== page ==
Not only do we find the reflection in this chapter of the indignation of the Lord against the sin of Zion and even against Jeremiah himself because of his own personal, individual iniquity, but we also find a reflection of those mysterious dispensations of God’s providence that are ever tending to bewilder even the people of God. God’s providences to his people are not all dictated by his anger and indignation. There are indeed providences that are the expression of his indignation for his people’s iniquity, and there are indeed dispensations of chastisement, which, of course, are always for sin and for its correction. But there are also those dispensations of God’s providence that do not find their explanation in God’s indignation against the particular recipients of these dispensations.

If you take, for example, the patriarch Job, God did not visit him with afflictions because of indignation for his iniquity. Not at all! There was something in the unseen spirit world that was the explanation of Job’s affliction. And yet, notwithstanding the fact that the dispensations of God’s providence to him were not dictated by God’s indignation against him, Job could nevertheless say, “Behold, I go forward, but he is not there; and backward, but I cannot perceive him: On the left hand, where he doth work, but I cannot behold him: he hideth himself on the right hand, that I cannot see him” (Job 23:8–9). Job was encompassed with great darkness and bewilderment because he did not understand at that time the unseen purpose of God in the tribulation that overtook him.

When the people of God have to walk in darkness, and they cannot understand the reason, it causes the bewilderment of heart reflected in Lamentations 3.

So it is often the case with the people of God, as Jeremiah says in this very chapter, “He hath set me in dark places, as they that be dead of old. He hath hedged me about, that I cannot get out: he hath made my chain heavy. Also when I cry and shout, he shutteth out my prayer” (Lam 3:6–8). And again, “Thou hast covered thyself with a cloud, that our prayer should not pass through” (Lam 3:44). When the people of God have to walk in darkness and have no light in the mystery or the abyss of God’s providential dealings towards them, and they cannot understand the reason, it causes the bewilderment and the distress of heart, mind, and soul reflected in Lamentations 3.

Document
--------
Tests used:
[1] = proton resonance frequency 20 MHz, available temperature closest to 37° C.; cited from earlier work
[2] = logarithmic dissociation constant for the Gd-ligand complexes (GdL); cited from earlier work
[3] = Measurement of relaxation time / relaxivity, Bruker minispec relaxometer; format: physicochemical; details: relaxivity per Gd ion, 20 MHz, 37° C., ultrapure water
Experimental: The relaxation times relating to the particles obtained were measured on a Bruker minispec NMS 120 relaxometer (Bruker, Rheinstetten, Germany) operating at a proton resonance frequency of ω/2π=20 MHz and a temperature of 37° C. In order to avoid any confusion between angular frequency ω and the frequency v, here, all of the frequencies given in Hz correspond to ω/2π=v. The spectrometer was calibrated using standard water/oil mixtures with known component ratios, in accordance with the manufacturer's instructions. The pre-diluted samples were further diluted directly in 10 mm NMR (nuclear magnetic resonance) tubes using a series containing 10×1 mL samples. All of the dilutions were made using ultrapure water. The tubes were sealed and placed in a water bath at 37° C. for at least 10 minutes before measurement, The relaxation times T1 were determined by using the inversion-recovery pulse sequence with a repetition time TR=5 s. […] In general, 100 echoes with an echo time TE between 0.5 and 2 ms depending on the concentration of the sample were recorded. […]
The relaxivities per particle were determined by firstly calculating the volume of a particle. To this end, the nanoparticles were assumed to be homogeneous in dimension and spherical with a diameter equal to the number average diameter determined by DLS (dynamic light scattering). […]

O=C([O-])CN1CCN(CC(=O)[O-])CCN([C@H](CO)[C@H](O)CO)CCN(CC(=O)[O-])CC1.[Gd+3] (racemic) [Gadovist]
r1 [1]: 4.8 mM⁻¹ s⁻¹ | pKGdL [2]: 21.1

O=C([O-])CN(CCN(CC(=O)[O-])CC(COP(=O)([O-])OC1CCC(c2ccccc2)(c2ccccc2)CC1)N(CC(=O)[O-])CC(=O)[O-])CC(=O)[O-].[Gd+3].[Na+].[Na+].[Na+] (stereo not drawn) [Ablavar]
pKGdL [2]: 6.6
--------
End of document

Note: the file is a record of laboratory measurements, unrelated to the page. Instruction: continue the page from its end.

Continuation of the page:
Now all of that is simply by way of introduction, in order to appreciate that pinnacle of praise, of thanksgiving, and of hope that we find in the words of our text. In the face of all this perplexity, darkness, dismay, even bewilderment, in the face of this profound sense of the indignation of the Lord against Zion and against the prophet himself individually, is there any outlet of confidence, joy, and hope for the prophet in this unspeakable situation of grief and sorrow and travail? Yes, there is! “This I recall to mind, therefore have I hope.” And what is the secret of this hope? Jeremiah remembered certain things; there were certain considerations that he called to mind, that entered into his thought, notwithstanding the bewilderment, the darkness, and the dismay that possessed the inmost recesses of his heart and being. Very briefly I’m going to call your attention to these particular considerations that the prophet called to mind. . . .

. . . Preorder John Murray’s collected sermons in O Death, Where Is Thy Sting? to finish reading.

John Murray